Jon Snow: To that! Come on, then! What do you have to say to that, eh?

Pro -American: Well . . . nothing really . . . I mean he didn’t really say anything — There’s nothing to answer to, Jon, there’s nothing to say. It didn’t make any sense.

Jon Snow: Well, there we have it. No reply. Nothing to say in favor of the bellicose oil-hunger of the tyrannical super state.

(Cue wild cheers, whistling.)

It was all ridiculous, and, in the end, a pleasure to watch. It was too bad that the “prosecution” had so little to say. All they had going for them was the seemingly undying support of the audience, and no argument of any real substance. The defense, on the other hand, was fun to watch; it was, in fact, the only evidence that the whole “trial” was not hopelessly weighted against America. They had the one genuine bigwig of the debate in Richard Perle, a fellow of the American Enterprise Institute, and the one genuinely entertaining person in Daniel Finklestein, conservative columnist at the Times of London. Throughout, both kept their composure, sticking to their arguments and at no time being tempted to pander to the audience, as their adversaries did.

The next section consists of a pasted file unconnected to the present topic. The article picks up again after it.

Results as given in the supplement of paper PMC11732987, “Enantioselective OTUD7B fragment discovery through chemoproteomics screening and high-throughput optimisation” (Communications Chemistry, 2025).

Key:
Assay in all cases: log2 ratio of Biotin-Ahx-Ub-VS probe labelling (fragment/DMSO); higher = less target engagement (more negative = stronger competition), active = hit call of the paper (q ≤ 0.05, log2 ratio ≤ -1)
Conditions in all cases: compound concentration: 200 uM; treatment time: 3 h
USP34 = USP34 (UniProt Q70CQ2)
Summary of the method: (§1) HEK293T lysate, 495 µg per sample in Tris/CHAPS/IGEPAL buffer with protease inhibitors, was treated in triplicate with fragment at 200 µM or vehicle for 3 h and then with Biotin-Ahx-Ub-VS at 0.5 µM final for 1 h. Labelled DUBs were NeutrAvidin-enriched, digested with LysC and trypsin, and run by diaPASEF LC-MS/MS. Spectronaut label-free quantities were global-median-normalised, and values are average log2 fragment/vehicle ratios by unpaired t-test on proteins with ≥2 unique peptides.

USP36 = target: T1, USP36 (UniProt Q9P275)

In the end, this approach worked. It is fair to say that Perle and Finklestein managed to convince all of those who had come in with an open mind. They appealed to reason where the others appealed to passion.